Co-Sleeping and Infant Death Part I | What We know

I’m going to spend a little time today on a topic I usually prefer to leave alone—co-sleeping. I’ve been reading up on some of the most recent sleep research on co-sleeping—and it’s not good. Research published in BMJ Open, led by the London School of Hygiene & Tropical Medicine, recently found that parents who “share a bed” (i.e. co-sleep) with their breastfed baby may face as much as a fivefold increase in the risk of Sudden Infant Death Syndrome (SIDS), also known as crib death or cot death.

Today, I’ll explore the known relationship between SIDS and co-sleeping. Next time, I’ll go over the newest research on the subject.

SIDS and Sleep

SIDS is a major cause of death in high-income countries for babies under a year of age. Sleeping with a baby is known to cause an increased risk of SIDS if the parents smoke or the mother has been drinking alcohol or using drugs—in those cases, adult sleep can be heavier and increase risk of infant death from smothering or crushing. The picture gets murkier in cases of healthy adults, not under the influence, sleeping with healthy babies as in the case of a breastfeeding mother.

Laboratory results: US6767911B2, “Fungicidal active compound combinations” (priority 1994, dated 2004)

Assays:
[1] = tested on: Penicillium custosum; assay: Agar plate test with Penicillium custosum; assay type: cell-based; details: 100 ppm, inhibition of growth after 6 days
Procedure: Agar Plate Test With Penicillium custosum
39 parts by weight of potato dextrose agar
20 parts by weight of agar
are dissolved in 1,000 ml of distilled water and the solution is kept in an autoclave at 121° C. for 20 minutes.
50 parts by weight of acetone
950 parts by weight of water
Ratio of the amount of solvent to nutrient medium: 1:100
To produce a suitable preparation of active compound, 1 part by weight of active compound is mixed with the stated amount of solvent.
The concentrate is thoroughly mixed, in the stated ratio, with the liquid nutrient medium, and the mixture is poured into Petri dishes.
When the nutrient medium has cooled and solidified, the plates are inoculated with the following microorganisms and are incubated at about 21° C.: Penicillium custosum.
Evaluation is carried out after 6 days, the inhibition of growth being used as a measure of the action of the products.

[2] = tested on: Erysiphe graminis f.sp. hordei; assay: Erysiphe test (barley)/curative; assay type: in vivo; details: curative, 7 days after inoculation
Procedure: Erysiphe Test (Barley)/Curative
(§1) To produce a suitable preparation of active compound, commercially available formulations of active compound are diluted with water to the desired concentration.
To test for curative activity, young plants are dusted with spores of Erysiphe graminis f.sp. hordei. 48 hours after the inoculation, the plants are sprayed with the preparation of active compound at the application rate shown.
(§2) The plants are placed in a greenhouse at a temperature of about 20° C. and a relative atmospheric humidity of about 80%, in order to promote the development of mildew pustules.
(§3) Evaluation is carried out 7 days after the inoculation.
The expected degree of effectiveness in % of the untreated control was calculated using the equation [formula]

The U.S. and the Netherlands, among other countries, advise all parents not to share a bed with infants under the age of three months. The United Kingdom, on the other hand, only recommends that certain groups, such as parents who smoke, avoid co-sleeping.

What do you think? Does co-sleeping increase the risk of death for young babies?

Author Bio: +Michelle Gordon is a sleep expert who researches and writes about sleep and health, and is an online publisher for the latex mattress specialist